TERMINATOR GENISYS’ – Film Review, July 2015

Terminator Genisys – reviewed by David Emms

I saw Terminator Genisys at the Palace Nova Cinemas in Adelaide’s East End. I had heard both good and bad reviews of this film (as it’s been out for a couple of weeks now), so I went in somewhat apprehensive of what was awaiting me on screen.

The Terminator series of films is one of my favourites, and indeed now iconic in Hollywood cinema history. As some background, the original, The Terminator, is a modern sci-fi classic, and still stands on its own 31 years later. Terminator 2: Judgment Day is a landmark in modern cinema – brilliant for all the right reasons and ground-breaking in terms of action and special effects. Terminator 3: Rise of the Machines was a reasonable follow up to T2, but of course not quite in the same ballpark. I try to forget Terminator: Salvation is part of the franchise – it was OK, but this film didn’t have a great plot, was very convoluted, and had a tone far removed from the original trilogy. So, excluding the Arnie-less Salvation, the first three films, particularly T2 & T3, base a lot of their plot development on the principle of “There is no fate but that we make”, and that any change in the timeline in the present can lead to profound changes in the future and the war with SkyNet. This principle is important to remember when going into Terminator Genisys.

2vb8os6This film starts off brilliantly, with a battle in the future against SkyNet, followed by Kyle Reece travelling back in time to 1984, just like in the original film. What I really loved about this installment was the dedication to the *mythology* of the Terminator, particularly the first film. Original footage from the first movie is spliced seamlessly into recently shot scenes (some amazing body double work here too!) and there are some fantastic shot-for-shot remakes of the original as well. True fans will be satisfied with this I’m sure, as I was. Other parts of the Terminator mythology that are revisited, especially from T2, will also give devotees big smiles.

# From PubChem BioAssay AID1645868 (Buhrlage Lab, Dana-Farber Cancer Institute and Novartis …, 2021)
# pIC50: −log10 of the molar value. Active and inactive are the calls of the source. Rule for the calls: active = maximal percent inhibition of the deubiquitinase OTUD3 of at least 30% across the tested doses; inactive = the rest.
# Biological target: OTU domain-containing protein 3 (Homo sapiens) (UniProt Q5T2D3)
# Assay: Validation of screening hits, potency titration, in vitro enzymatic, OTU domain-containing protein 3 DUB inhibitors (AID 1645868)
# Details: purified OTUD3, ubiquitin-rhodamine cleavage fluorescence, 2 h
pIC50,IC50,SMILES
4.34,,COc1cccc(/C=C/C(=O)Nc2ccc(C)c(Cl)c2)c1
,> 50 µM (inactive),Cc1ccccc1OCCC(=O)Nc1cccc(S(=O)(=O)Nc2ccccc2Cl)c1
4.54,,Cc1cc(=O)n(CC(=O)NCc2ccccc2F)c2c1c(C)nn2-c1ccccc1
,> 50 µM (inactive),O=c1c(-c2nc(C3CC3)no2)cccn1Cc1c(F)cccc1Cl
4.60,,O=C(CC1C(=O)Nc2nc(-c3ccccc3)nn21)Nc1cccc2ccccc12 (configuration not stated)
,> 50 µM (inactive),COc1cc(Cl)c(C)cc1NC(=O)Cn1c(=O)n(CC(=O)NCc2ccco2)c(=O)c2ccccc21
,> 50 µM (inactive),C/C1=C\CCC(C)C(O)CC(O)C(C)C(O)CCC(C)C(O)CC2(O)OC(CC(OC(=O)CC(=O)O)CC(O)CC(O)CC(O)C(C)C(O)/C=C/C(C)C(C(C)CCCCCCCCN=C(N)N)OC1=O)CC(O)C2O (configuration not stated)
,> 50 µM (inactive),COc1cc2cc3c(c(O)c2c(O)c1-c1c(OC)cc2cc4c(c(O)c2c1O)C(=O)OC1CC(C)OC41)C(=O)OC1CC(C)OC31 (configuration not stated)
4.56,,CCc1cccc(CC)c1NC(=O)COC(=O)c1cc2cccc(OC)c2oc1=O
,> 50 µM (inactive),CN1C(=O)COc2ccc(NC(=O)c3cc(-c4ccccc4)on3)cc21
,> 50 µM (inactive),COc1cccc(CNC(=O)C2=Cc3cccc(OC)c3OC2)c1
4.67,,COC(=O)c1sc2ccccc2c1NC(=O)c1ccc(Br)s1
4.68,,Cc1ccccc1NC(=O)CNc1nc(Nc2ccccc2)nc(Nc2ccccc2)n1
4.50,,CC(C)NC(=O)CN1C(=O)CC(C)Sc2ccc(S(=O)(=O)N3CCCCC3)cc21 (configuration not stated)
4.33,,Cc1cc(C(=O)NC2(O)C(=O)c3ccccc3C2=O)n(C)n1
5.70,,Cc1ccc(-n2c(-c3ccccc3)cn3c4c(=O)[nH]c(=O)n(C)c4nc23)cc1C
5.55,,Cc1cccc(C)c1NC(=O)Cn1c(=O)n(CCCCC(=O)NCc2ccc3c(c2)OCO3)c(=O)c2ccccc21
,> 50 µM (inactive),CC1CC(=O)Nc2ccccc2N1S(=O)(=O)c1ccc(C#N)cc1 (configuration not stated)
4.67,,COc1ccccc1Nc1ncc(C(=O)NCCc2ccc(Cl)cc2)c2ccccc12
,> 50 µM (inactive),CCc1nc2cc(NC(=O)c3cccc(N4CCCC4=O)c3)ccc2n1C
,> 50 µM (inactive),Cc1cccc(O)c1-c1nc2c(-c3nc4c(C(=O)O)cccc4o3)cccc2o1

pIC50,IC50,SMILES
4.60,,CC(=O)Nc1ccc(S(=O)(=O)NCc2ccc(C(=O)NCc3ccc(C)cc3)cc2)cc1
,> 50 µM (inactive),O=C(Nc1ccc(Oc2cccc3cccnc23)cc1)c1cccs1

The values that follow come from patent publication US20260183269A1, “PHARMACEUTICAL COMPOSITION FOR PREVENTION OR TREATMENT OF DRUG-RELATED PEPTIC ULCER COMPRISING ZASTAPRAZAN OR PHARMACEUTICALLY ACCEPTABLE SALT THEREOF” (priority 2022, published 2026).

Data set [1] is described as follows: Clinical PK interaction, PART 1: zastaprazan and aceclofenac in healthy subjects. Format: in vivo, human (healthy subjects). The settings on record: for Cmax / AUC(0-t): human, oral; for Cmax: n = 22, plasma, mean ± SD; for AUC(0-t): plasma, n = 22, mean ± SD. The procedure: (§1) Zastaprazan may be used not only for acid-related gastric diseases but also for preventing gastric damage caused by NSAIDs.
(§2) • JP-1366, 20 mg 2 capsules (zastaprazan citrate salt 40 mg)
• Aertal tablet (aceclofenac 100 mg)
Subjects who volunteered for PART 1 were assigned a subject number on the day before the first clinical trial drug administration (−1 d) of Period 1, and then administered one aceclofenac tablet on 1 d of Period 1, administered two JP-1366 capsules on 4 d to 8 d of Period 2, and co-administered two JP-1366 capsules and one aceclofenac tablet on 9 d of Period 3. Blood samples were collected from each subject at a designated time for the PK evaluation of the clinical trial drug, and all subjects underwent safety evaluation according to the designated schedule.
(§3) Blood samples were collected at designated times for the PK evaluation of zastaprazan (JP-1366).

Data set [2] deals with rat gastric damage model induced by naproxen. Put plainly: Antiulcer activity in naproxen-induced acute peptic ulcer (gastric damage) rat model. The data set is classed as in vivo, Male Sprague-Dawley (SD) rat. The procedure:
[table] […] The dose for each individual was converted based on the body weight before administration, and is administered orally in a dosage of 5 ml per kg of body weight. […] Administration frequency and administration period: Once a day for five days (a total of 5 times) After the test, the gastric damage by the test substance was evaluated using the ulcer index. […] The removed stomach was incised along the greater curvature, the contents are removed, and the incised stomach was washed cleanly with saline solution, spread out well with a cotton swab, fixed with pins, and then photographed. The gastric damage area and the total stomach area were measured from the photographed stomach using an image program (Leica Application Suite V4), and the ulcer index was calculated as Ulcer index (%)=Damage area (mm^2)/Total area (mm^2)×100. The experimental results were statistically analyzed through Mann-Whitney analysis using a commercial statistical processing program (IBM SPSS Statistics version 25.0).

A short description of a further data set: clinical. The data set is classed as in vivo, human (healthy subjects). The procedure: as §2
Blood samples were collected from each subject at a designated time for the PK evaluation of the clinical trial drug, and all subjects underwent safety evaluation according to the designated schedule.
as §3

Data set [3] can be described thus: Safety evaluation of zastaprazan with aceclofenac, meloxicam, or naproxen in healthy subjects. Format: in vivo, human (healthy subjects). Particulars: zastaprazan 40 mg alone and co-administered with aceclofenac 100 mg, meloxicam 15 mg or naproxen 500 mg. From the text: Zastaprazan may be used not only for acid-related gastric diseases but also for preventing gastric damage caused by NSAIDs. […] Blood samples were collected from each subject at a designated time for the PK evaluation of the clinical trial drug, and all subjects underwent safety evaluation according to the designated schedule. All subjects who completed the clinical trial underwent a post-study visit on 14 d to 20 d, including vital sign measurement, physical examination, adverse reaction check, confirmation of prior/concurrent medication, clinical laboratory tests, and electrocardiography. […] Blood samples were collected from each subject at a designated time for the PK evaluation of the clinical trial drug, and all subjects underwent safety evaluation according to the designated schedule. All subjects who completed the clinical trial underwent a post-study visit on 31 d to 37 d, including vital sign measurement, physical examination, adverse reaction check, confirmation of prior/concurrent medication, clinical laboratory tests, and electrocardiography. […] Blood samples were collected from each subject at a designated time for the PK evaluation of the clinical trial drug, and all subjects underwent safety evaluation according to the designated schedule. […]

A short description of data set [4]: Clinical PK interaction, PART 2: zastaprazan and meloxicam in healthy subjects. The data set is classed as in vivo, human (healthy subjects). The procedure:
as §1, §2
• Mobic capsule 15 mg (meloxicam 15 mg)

From this point, time travel is involved again, this time going forward into the future, rather than back into the past. I’ve said this before: time travel films are tricky to get right. Some are brilliant (eg the Back to the Future films), others not so good (with many paradoxes and/or infinite time loops, e.g. Looper). Terminator Genisys gets their time travel issues mostly right. The writers and director handle the jumps back and forward well, with the understanding that changes in the past affect the timeline in the future, and the many alternate futures are dealt with well. It is complex to keep up in some places, but if you can, the many alternate timelines actually do make sense.

The acting is fine. The two main leads Emilia Clarke, (The Khaleesi from Game of Thrones) and Aussie, Jai Courtney have reasonable chemistry, and another Aussie, Jason Clarke, is suitably impressive as Resistance Leader John Connor. Arnie is Arnie – and I did like the way he played an “older” Terminator, as dictated by the actor’s age. The special effects are good too, and the stunts are pretty impressive, but I thought the physical fight scenes weren’t quite spot on. Perhaps a little too much reliance on CGI there (and overall in the film), but given it’s SkyNet, I’ll let that pass. My biggest issue with the film comes from the main villains in the piece, but I can’t say any more here without giving away major spoilers.

Overall, not as bad as some of the reviews I’ve heard or read. It has a good storyline, and good action, comedy and special effects. For those keeping score, about on a par with Terminator 3, perhaps a little better.

3.5 stars for the film + the 0.5 star loading for a film series that I’m invested in =
4 stars

***

11407203_10153327873310586_553883877707346778_n
David Emms is an electronic engineer, a father, and an avid movie goer.

He lives in Adelaide.